Warm, dry weather to increase fire danger again with temperatures across Colorado 10 to 15 degrees above normal
SUMMIT COUNTY — A strong ridge of high pressure is in place over the Great Basin and will continue to be the main factor shaping high country weather for the coming week bringing sunny skies and the potential for increased fire danger, with no moisture in the forecast. A slight shift of the ridge to the east late in the week could open the door for a bit of subtropical moisture in what would be an unusual late-season monsoon pattern.
Highs will range from the upper 60s and into the 70s, which is about 10 to 15 degrees above normal for this time of year, and record highs are possible at some locations across western Colorado, especially Monday afternoon, according to the National Weather Service. Other spots across the West are also forecast to reach record highs, including Salt Lake City, where temperatures will reach the 90s. Many locations in California are also expecting record-high readings this coming week.
Frisco’s average high for Sept. 26 is 61 degrees and the record for the date is 77 degrees. Low temperatures will also remain above normal. Frisco’s average readings for late September are in the upper 20s. Forecast lows the next few days are in the mid-30s.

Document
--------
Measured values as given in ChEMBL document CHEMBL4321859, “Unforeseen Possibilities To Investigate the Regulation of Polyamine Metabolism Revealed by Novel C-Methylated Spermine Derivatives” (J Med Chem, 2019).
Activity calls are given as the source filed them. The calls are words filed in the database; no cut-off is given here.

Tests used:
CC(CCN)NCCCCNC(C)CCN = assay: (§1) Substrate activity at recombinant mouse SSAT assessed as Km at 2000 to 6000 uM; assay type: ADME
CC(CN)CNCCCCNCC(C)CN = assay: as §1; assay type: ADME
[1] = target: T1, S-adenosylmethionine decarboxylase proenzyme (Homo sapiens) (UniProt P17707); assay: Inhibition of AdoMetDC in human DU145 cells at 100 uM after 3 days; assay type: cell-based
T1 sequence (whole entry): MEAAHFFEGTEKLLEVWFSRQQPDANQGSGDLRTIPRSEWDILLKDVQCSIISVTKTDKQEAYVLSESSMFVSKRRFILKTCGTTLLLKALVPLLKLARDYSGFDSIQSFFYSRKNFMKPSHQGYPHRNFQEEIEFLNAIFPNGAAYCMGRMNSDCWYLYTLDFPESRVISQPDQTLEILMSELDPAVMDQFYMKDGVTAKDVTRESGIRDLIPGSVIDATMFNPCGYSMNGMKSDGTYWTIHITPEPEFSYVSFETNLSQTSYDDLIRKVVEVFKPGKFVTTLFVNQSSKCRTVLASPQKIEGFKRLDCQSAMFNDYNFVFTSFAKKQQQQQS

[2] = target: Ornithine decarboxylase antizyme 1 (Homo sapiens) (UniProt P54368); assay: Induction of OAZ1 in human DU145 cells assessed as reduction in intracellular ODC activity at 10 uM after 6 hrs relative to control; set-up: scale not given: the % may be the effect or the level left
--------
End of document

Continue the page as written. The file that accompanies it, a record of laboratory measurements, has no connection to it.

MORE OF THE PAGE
Early Sunday morning, Leadville reported a reading at the freezing mark, with Vail Pass at 29 degrees. But temperatures at higher mountain stations were warmer, with 35 degrees at Copper Mountain (10,500 feet), 41 degrees at Loveland Pass (11.399 feet), 40 degrees at Fremont Pass (11,399 feet), 44 degrees at Hoosier Pass (11,399 feet) and 42 degrees at Grizzly Peak (11,100 feet).
Dry air and longer nights will allow for strong radiational cooling the next few nights, but it’s not clear if mountain temperatures will drop down into the snowmaking range this week.
The nation’s hot spot Saturday was Death Valley, at 112 degrees, with the coldest reading reported in Yellowstone, Montana, at 23 degrees. The National Weather Service also reported that Philadelphia recorded its hottest summer on record, on the heels of the snowiest winter ever in the City of Brotherly Love.